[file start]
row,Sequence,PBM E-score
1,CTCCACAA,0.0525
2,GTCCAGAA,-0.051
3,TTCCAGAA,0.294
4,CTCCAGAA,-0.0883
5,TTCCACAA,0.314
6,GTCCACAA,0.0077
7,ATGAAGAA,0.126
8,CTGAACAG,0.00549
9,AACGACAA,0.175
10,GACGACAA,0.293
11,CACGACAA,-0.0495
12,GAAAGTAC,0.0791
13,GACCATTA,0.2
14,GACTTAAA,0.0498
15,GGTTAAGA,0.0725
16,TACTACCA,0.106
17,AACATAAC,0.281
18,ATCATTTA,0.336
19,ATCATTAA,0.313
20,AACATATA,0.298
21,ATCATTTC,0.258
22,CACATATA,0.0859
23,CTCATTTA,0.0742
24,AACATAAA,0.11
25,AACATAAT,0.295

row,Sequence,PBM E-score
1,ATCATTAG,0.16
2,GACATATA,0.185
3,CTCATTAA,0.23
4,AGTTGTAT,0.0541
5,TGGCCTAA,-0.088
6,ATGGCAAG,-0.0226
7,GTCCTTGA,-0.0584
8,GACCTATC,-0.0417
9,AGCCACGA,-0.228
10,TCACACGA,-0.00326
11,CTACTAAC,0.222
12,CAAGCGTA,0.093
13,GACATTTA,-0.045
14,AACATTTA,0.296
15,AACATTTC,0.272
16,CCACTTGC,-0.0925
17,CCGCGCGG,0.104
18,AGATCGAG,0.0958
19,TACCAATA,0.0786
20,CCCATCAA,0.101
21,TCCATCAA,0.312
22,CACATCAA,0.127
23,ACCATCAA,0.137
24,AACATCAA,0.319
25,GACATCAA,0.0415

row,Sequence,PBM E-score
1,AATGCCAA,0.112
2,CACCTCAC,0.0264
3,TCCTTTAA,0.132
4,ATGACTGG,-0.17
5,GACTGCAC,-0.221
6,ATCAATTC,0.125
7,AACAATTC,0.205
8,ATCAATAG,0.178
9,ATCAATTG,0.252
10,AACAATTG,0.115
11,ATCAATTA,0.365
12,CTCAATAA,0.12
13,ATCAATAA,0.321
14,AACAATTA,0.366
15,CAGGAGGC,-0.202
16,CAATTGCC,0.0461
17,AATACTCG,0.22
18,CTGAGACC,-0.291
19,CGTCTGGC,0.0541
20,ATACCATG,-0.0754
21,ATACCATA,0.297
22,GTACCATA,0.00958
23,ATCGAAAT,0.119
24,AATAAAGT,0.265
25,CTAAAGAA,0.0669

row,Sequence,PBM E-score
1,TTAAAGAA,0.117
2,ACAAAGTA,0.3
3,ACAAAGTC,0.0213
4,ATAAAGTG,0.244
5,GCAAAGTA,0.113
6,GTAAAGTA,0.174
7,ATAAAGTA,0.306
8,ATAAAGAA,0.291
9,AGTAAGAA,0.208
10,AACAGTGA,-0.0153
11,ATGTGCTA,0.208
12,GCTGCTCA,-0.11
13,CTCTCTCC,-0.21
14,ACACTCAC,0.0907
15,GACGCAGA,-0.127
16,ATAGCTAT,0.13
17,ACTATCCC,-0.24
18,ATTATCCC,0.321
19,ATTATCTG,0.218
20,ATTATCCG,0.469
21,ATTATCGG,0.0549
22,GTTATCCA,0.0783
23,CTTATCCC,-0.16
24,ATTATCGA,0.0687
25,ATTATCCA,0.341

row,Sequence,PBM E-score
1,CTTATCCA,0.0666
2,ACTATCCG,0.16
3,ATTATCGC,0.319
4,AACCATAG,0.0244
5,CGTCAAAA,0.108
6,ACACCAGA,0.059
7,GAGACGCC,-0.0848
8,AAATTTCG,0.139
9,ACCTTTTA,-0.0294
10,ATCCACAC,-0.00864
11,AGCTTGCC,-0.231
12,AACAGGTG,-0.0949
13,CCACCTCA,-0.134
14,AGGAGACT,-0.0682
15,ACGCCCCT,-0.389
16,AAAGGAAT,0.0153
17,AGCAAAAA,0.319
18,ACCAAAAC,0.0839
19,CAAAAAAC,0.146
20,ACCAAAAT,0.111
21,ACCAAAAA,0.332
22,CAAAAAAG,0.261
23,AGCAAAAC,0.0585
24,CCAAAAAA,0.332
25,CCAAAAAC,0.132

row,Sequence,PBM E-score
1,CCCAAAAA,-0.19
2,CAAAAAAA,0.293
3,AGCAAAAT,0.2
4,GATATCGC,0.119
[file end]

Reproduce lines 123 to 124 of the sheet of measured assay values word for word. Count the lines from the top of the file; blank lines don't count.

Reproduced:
18,ACCAAAAC,0.0839
19,CAAAAAAC,0.146